I tend to his negatives as being inconsistent and able to play softly. It is thought that Chicago will keep Domi as he has 46 points (17-29-46) in 57 games this season. It’s his best season in four years (he had 72 points in 2018/19) and should be the second best season of his career.
We also know that the Penguins have sent scouts, sometimes two, to Chicago.
If Domi is too expensive or not readily available, Jason Dickinson is my preferred choice here. He made it to our original list because he was extremely impressed with the few times we saw him in person. He was able to keep up with the Penguins’ skaters and responded with an aggressive and tenacious play. He has another year on a contract that pays $2.65 million annually.
Dickinson, 27, has 21 points (8-13-21) in 54 games. This is our choice.
Domi is a UFA pending so his matchup for the Penguins is going to be a hit unless the team knows his salary requirements or he isn’t expensive.
Salary: $3 million, due.
A shrewd center with a high IQ, a goalscorer but with decent playing skills. It appeared on our original list, and the increased cap space only makes this more plausible. He’s not tall (six feet, 188 pounds), but he’s a big player who could act as a second-line center if needed.
This season, he is a 0.5 points per game player with 33 points (19-14-33) in 57 games. The cost to acquire Henrique is probably in the region of a second-rounder and a prospect.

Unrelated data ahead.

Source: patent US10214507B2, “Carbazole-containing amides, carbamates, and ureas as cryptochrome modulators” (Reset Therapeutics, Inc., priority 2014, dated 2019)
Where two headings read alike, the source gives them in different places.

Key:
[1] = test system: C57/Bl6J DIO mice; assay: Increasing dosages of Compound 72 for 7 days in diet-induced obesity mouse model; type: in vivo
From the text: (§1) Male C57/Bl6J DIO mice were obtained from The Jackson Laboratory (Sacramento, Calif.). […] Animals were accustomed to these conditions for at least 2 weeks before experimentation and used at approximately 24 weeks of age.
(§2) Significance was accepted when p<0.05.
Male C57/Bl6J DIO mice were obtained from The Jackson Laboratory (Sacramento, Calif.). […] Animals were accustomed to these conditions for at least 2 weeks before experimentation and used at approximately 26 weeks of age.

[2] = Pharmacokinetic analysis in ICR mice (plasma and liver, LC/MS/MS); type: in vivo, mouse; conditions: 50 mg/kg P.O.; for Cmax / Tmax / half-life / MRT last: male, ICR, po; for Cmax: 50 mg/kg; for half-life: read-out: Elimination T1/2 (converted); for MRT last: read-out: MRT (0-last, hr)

Salary: $5.8 million AAV continues next season.
The Penguins and Capitals are looking for a tough center? Dogs and cats living together, mass hysteria! At 33, Eller is closer to the end and is no longer the sandpaper center he once was. However, since Washington is selling their UFAs, they may even accept an offer from their closest rival.
Eller has only 16 points (7-9-16) in 58 games. He’s probably more of a 4C right now, but you and I have seen him rise to the occasion and be an opponent’s thorn in his side over a seven match run.
After former Penguins Brooks Orpik, Matt Niskanen, Justin Schultz, Conor Sheary and Daniel Sprong rolled through Washington, it may be time for a player to go the other way.
Salary: $3.5 million, expires.
The Arizona Coyotes forward has been solid this year. With a bigger role, Bjugstad has 23 points (7-16-23) in 58 games and is a fantastic plus-7 on a terrible team. He didn’t fit right into Mike Sullivan’s system the first time around, but he would significantly upgrade the Penguins’ current crater.
He’s a cheap mercenary, and he’s a claimant, which makes this plausible. Part of Bjugstad’s downside is that he doesn’t play a speed game, even though he has surprisingly good feet, and he’s only won 47% of his face-offs this season.
Last season he won 55% of his draws, but 49% is a career man and face-offs are essential for the Penguins 3C.
Salary: $900,000 expires.
He had a resurgence with the Montreal Canadiens, but he’s injured. His foot injury is rumored to limit his effectiveness for a long run or playoff drive.
He would have been a solid target. If medical reports are available and his prognosis is good, he could be a wanted target again. On their recent road trip, Monahan traveled with the team and practiced in a contactless jersey.
In 25 games this season, the 28-year-old striker scored 17 points (6-11-17).
Salary: $6.375 million, expires.